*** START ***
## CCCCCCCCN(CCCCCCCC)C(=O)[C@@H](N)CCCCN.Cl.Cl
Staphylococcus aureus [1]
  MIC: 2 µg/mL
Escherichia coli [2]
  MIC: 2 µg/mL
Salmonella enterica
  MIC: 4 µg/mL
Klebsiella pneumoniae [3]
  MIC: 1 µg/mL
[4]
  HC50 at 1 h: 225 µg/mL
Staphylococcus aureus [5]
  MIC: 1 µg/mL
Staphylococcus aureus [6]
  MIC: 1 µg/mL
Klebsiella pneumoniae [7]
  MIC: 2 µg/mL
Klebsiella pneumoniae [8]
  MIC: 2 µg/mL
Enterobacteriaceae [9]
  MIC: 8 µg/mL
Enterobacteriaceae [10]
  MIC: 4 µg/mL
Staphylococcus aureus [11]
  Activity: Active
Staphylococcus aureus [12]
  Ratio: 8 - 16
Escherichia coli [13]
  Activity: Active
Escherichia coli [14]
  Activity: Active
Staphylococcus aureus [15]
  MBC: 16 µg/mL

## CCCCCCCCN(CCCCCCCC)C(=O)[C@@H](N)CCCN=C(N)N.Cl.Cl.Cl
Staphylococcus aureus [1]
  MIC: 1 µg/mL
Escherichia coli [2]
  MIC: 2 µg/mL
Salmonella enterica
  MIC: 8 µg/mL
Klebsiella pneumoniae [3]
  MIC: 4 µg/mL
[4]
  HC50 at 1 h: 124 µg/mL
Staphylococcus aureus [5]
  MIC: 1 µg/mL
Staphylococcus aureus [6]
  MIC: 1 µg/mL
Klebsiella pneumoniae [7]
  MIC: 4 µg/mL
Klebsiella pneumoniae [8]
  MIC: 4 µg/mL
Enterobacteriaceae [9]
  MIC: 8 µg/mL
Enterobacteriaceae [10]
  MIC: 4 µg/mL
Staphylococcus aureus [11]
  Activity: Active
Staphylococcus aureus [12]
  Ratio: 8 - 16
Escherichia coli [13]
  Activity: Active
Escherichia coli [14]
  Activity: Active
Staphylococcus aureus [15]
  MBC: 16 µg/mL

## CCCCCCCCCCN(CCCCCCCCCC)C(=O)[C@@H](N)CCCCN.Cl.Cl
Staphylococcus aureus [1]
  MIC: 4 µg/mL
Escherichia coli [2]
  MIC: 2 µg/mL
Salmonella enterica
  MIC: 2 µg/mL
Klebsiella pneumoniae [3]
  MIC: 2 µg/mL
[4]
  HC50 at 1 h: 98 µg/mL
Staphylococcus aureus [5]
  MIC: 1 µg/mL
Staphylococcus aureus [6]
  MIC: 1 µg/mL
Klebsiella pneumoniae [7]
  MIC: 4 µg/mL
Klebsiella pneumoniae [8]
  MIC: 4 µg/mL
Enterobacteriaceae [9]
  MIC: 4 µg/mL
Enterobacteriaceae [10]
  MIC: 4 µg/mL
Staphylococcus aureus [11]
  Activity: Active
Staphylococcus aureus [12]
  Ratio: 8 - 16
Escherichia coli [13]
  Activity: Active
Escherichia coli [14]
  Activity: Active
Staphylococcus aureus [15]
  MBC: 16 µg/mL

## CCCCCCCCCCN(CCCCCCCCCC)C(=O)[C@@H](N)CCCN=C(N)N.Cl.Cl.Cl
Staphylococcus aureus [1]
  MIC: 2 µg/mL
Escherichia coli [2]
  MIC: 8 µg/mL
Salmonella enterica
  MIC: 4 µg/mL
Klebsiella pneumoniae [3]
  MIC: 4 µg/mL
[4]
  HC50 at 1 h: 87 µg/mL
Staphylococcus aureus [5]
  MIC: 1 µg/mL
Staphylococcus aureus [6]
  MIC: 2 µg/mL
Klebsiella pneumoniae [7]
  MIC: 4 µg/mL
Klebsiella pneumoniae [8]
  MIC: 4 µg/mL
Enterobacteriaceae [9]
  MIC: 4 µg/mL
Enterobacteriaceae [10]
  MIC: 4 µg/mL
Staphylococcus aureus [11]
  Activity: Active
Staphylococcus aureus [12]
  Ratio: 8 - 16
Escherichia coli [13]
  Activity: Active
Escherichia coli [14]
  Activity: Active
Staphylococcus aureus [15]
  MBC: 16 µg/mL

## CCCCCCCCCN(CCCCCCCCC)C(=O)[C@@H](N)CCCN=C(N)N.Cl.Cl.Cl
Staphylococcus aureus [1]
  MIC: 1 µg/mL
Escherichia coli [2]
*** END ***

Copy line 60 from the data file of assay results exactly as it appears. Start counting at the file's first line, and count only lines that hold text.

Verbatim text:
  Ratio: 8 - 16